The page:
Last week we posted a blog on programming languages following the Eclipse Foundation 2017 IoT survey results. This week we look at the findings from a business perspective which highlight a number of IoT trends emerging from the wide ranging survey from key industries, growth of new technologies, most common concerns and more. The 2017 results garnered a total of 713 respondents, from all over the world, providing their views on how they are building and using IoT solutions today.
When it comes to building IoT solutions, Linux continues to be the main operating system for both IoT gateways (66.9%) and on constrained devices (44.1%). Taking both these into account, Ubuntu and Ubuntu Core are being used by 44% of those using Linux and far ahead of many alternative operating systems. Designed especially for IoT applications, and trusted by chipset vendors to device makers and system integrators, it’s encouraging to see such a high adoption rate for Ubuntu Core. Those that weren’t using Linux as their chosen OS for IoT were in fact most likely to be using a bare metal solution instead.
More positives for the open source world found that 46.1% of organisations use this in their IoT solutions, with a further 49.1% having either experimented with it or a committer on such a project for building IoT solutions. This demonstrates the fact open source within the embedded space is not feared and is seen as the best way to deliver projects especially when fast development times are expected.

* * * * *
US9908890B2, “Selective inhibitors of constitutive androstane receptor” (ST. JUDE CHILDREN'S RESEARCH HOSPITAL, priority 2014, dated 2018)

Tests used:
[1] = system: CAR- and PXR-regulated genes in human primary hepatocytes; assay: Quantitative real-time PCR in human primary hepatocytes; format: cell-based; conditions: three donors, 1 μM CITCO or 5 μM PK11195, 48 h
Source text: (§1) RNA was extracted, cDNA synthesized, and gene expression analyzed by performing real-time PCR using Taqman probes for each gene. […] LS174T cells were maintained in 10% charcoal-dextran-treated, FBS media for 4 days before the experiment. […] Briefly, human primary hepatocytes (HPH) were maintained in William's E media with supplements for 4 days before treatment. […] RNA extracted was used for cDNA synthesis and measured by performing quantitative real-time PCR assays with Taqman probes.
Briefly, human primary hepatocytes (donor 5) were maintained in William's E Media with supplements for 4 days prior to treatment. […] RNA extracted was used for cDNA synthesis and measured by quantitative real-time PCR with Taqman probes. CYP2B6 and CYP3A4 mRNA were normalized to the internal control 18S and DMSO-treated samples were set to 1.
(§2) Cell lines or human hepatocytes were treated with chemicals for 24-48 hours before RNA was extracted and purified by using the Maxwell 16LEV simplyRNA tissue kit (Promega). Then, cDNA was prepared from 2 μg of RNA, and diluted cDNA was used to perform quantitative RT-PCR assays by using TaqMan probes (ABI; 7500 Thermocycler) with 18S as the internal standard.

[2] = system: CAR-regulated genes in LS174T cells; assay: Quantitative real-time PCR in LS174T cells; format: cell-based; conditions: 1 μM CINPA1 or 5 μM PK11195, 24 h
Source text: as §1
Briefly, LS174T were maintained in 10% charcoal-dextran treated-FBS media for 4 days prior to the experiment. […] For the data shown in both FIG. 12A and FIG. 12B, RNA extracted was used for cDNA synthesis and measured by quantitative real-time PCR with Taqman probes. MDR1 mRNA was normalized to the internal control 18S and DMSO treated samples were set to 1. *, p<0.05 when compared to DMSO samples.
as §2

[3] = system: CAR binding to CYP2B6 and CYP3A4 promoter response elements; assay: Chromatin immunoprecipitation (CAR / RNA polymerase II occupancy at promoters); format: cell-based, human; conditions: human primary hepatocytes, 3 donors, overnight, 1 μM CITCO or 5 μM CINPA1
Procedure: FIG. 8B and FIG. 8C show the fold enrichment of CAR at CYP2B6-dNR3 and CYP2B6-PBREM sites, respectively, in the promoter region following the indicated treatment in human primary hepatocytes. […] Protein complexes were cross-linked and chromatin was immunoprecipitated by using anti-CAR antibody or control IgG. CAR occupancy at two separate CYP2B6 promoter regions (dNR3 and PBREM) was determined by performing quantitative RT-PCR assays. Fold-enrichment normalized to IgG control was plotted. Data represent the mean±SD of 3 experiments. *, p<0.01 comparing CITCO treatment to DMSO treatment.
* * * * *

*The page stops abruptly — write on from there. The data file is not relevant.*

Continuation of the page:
Looking at broader topics that the survey covered revealed that the top 5 IoT industries saw significant growth from three areas in particular; smart cities, energy management and industrial automation. Although home automation and IoT platforms remained in the top 5 just as they did in 2016, it provides further evidence that IoT is spreading across verticals with an increasing number of sectors looking to integrate and benefit from it.
Inevitably security remains the key concern that IoT developers face, followed by interoperability and connectivity. Interestingly, interoperability was deemed less of a concern than both the 2015 and 2016 surveys indicating that the increase in number and influence of IoT consortiums is starting to have a positive effect. The Eclipse Foundation and IEEE were seen as the top two most important to those organisations who responded. Efforts to create standardisation in the industry such as the introduction of snaps, a universal Linux packaging format, may also be a factor in the lower interoperability concerns highlighted in 2017.
Many of the findings of the 2017 survey correlate with other industry reports showing a consistent theme across the board. Although IoT continues to evolve at a fast rate, this survey confirms that many of the concerns remain the same regardless of industry and all those in the IoT ecosystem should continue to collaborate to help overcomes these challenges.
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